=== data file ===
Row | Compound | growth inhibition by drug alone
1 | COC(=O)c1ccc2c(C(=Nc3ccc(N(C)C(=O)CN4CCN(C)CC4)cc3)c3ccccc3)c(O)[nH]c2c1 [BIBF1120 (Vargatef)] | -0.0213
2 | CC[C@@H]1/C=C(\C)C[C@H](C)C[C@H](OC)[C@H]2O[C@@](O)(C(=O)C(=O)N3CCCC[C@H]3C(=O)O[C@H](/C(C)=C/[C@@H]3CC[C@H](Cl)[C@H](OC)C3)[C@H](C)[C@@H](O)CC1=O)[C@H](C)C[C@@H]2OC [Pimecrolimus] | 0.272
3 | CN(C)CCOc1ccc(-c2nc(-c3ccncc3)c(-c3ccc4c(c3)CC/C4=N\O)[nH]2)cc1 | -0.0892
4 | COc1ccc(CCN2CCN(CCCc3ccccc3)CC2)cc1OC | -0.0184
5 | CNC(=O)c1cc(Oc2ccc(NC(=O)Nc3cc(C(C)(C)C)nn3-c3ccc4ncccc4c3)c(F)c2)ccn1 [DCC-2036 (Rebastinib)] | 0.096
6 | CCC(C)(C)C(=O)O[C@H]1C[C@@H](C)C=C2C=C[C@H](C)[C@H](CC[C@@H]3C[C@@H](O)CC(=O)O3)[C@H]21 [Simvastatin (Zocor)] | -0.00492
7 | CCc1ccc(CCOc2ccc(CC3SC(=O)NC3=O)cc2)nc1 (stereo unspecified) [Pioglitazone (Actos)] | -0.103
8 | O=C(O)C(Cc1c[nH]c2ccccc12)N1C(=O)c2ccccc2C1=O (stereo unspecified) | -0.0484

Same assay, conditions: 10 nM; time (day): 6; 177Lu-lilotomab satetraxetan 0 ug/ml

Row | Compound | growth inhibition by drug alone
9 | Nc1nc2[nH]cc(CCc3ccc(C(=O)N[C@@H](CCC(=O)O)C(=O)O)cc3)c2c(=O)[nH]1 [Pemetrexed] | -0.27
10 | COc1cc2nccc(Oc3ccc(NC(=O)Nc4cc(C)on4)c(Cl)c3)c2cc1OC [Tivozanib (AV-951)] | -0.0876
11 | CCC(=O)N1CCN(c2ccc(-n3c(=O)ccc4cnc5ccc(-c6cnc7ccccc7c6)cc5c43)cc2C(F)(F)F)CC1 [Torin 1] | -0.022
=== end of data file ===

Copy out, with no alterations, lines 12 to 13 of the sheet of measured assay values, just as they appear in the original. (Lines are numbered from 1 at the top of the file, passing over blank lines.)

9 | Nc1nc2[nH]cc(CCc3ccc(C(=O)N[C@@H](CCC(=O)O)C(=O)O)cc3)c2c(=O)[nH]1 [Pemetrexed] | -0.27
10 | COc1cc2nccc(Oc3ccc(NC(=O)Nc4cc(C)on4)c(Cl)c3)c2cc1OC [Tivozanib (AV-951)] | -0.0876